Spatial transcriptomics techniques are booming! It is now possible to identify where RNAs are located within a tissue! At the LCI facility, we routinely image samples labelled with RNAscope. If you use RNAscope, you might be interested in this workshop where you will learn how to label thick samples with RNAscope, and this symposium about automated RNAscope.
Additionally, we can now offer the 10x Genomics Visium technology on the South Campus, as a collaboration between 4 core facilities in Flemingsberg: LCI, FENO, SICOF and BEA core facilities!
Here is the workflow:
- We discuss your project and advise you for the preparation of your sample.
- You cut your sample and optimize the antibody or H/E staining yourself, under the guidance if the LCI staff to best preserve the RNAs.
- You image your tissue sections at the LCI facility.
- You transfer your section to SICOF who tags the RNAs and amplifies the library, using the 10x Genomics Visium technology.
- The library goes to BEA for sequencing.
- Section size: max 6.5×6.5 mm or max 11×11 mm
- Human or mouse
- Paraffin-embedded or fresh-frozen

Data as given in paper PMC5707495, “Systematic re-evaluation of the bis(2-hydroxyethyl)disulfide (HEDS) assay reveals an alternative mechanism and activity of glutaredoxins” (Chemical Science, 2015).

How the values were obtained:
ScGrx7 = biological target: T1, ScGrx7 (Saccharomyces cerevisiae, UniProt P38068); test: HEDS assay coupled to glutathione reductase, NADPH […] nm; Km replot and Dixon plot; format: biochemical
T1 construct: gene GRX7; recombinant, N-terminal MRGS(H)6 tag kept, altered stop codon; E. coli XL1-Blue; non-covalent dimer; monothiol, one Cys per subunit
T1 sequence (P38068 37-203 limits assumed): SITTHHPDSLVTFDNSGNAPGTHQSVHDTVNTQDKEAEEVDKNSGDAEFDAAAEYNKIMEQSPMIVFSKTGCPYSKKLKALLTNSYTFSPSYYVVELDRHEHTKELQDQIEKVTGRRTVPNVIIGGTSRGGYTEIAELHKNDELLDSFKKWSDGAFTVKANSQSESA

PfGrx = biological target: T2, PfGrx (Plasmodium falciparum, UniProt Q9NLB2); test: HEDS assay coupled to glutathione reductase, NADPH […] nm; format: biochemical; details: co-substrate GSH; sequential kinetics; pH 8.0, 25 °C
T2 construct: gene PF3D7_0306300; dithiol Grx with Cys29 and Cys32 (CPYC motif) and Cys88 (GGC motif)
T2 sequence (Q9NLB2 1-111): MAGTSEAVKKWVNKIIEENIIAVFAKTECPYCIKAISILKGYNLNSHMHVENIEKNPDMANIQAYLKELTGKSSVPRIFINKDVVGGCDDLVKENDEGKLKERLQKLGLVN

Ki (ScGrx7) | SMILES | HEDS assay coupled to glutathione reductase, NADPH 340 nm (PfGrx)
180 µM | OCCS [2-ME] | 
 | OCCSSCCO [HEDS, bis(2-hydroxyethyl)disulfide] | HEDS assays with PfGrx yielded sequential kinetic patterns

- Labelled with H/E or fluorescent antibodies
Come and talk to us about your Spatial Transcriptomics project!
It is time to enroll to the yearly light microscopy course run by the Live Cell imaging core facility (29 Jan – 17 Feb 2024): ‘Microscopy: improve your imaging skills – from sample preparation to image analysis’ (6 credits).
- Check the course schedule 2024 and the syllabus to see the course content and alumni testimonies.
- Postdocs or registered PhD students can apply to the course.
- Please read carefully the eligibility criteria in the syllabus and note that the last registration date is the 15th of November.
- If you cannot apply to the course, you can anyway follow any of the lectures (in blue on the schedule) as they will be publicly broadcasted live on Zoom and accessible to anyone without registration. The schedule and zoom link are on the course page.
The purpose of this course is to enable PhD students and researchers who have already and recently used a microscope to acquire images of fluorescent samples, to improve their microscopy skills.
The course is NOT aimed at training people to use the LCI facility microscopes. The focus is instead on providing the students with enough theoretical and practical knowledge about their OWN sample and their OWN microscope, to enable them to:
1) prepare their sample and formulate their scientific question in a way that is suitable for data extraction from fluorescence images
2) properly use the hardware available in their lab/facility and 3) fully understand each parameter they need to set in the software in their lab/facility.
The aim is to provide the course students with the tools to acquire on ANY wide field, confocal or light sheet microscope, images of their samples that reliably answer their scientific question.
Please help us spread the word. 😃